This case study in comparative religious ethics, though written from a pro-moratorium stand, attempts to clarify the debate. Conflicting responses to the pipeline proposal are assessed in relation to “hard facts” concerning the need for northern gas in the South, social-scientific findings regarding the impact of the pipeline on native communities, the rights of native peoples to participate in decisions affecting their lives, assumptions about the way of life of non-native people in the South and the role of religious convictions in public choices.

This thoroughly researched study reveals the inner workings and influences of the Canadian churches involved and illustrates their commitment on behalf of the northern natives opposed to the project.

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Towards an Ethics of Community

Negotiations of Difference in a Pluralist Society

How do we deal with difference personally, interpersonally, nationally? Can we weave a cohesive social fabric in a religiously plural society without suppressing differences?

This collection of significant essays suggests that to truly honour differences in matters of faith and religion we must publicly exercise and celebrate them. The secular/sacred, public/private divisions long considered sacred in the West need to be dismantled if Canada (or any nation state) is to develop a genuine mosaic that embraces fundamental differences instead of a melting pot that marginalizes. An ethics of difference starts with a recognition of difference, not as deviance or deficit that threatens but as otherness to connect with, cherish, and celebrate.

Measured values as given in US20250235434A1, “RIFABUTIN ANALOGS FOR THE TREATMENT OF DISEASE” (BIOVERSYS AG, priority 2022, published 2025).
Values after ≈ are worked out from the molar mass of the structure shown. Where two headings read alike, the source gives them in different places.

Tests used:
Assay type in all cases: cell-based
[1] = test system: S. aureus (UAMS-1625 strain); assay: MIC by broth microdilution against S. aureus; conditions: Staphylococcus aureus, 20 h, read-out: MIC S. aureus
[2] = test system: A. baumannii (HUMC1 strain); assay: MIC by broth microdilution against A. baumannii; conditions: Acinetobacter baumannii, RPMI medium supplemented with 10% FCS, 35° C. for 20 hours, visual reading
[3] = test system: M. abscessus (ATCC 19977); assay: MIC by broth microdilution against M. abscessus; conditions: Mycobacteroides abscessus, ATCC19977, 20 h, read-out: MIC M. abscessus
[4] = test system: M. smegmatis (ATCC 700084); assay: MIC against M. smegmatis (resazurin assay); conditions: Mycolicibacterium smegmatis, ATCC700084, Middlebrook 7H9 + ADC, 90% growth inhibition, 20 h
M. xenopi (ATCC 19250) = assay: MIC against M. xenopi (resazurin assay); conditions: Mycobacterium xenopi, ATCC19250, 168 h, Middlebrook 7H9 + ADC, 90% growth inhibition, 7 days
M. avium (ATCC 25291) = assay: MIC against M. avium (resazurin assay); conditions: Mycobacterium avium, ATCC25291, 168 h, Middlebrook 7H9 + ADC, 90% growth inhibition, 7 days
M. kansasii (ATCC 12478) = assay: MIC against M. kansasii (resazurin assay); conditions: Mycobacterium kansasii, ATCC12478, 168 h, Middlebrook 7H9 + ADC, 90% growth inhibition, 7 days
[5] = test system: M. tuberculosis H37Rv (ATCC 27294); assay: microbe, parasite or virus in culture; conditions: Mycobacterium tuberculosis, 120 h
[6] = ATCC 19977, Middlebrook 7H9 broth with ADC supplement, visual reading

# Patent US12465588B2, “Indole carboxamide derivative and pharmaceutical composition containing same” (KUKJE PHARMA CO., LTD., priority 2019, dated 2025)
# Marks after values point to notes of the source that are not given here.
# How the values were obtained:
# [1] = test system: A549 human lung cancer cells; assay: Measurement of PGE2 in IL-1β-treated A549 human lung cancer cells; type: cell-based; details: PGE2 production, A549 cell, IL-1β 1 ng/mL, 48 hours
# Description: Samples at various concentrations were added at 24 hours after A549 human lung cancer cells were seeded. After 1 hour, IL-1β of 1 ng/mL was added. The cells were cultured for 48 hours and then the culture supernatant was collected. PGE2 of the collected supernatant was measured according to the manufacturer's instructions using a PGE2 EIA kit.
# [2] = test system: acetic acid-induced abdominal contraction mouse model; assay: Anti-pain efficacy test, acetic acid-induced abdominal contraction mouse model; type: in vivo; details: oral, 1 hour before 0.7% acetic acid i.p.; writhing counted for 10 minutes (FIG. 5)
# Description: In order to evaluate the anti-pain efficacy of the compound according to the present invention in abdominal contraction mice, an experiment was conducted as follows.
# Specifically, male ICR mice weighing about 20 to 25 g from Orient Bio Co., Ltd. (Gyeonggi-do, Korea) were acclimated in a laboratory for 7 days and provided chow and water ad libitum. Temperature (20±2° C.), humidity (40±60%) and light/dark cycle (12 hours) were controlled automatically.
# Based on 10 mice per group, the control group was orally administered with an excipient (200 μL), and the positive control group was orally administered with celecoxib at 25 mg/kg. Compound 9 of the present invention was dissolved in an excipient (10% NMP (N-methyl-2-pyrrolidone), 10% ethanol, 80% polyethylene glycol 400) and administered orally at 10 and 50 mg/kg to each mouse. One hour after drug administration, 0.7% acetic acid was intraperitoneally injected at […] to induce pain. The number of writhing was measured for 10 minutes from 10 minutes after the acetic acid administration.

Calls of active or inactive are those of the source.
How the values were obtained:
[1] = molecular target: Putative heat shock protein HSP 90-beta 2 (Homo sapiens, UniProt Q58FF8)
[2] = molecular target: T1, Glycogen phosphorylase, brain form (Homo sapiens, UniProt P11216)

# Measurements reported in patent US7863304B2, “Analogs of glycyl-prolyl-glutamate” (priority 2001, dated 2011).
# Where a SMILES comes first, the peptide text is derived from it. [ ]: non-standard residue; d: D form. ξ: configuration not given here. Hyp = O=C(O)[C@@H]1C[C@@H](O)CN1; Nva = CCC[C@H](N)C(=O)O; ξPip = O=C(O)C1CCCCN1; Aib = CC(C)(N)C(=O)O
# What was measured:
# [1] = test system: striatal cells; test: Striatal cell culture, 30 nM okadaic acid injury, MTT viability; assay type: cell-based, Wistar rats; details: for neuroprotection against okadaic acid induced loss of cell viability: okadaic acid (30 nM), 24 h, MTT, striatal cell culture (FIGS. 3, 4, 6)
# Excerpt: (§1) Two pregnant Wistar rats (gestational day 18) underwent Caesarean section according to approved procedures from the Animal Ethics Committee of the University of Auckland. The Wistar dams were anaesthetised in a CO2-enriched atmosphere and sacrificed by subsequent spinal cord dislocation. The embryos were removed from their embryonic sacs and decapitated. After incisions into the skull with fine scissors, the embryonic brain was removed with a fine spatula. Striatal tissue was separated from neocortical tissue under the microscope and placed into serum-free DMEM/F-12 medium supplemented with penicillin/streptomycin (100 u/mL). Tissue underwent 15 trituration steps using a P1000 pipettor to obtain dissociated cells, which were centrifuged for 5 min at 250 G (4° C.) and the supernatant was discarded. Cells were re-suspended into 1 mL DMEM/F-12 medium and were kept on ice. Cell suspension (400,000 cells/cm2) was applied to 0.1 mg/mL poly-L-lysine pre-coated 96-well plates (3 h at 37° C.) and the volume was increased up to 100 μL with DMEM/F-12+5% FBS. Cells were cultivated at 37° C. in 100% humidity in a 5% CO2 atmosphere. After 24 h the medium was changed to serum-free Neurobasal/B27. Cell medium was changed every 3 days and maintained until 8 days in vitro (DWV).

The book begins with the suggestion that our inability to come to terms with social plurality is not fundamentally the fault of religious differences, and that a public/private split inadequately deals with matters of basic difference. It then explores how encouraging people to live out their respective faiths may open new possibilities for respectful, honourable, and just negotiations of contemporary dilemmas arising out of the multicultural fabric of Canadian life.